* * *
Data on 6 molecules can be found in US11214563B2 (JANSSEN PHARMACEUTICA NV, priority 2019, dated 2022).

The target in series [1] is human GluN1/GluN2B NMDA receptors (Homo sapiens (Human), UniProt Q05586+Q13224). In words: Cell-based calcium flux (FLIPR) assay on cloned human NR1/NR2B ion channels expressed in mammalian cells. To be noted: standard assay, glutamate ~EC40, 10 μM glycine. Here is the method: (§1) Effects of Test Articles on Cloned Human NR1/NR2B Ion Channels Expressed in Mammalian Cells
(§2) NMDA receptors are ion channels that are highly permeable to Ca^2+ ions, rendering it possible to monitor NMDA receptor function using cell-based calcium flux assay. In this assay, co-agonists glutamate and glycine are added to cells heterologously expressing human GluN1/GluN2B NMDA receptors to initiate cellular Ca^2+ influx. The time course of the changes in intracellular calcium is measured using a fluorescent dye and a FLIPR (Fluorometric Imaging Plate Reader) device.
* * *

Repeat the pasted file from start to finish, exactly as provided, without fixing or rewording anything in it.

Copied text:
Data on 6 molecules can be found in US11214563B2 (JANSSEN PHARMACEUTICA NV, priority 2019, dated 2022).

The target in series [1] is human GluN1/GluN2B NMDA receptors (Homo sapiens (Human), UniProt Q05586+Q13224). In words: Cell-based calcium flux (FLIPR) assay on cloned human NR1/NR2B ion channels expressed in mammalian cells. To be noted: standard assay, glutamate ~EC40, 10 μM glycine. Here is the method: (§1) Effects of Test Articles on Cloned Human NR1/NR2B Ion Channels Expressed in Mammalian Cells
(§2) NMDA receptors are ion channels that are highly permeable to Ca^2+ ions, rendering it possible to monitor NMDA receptor function using cell-based calcium flux assay. In this assay, co-agonists glutamate and glycine are added to cells heterologously expressing human GluN1/GluN2B NMDA receptors to initiate cellular Ca^2+ influx. The time course of the changes in intracellular calcium is measured using a fluorescent dye and a FLIPR (Fluorometric Imaging Plate Reader) device.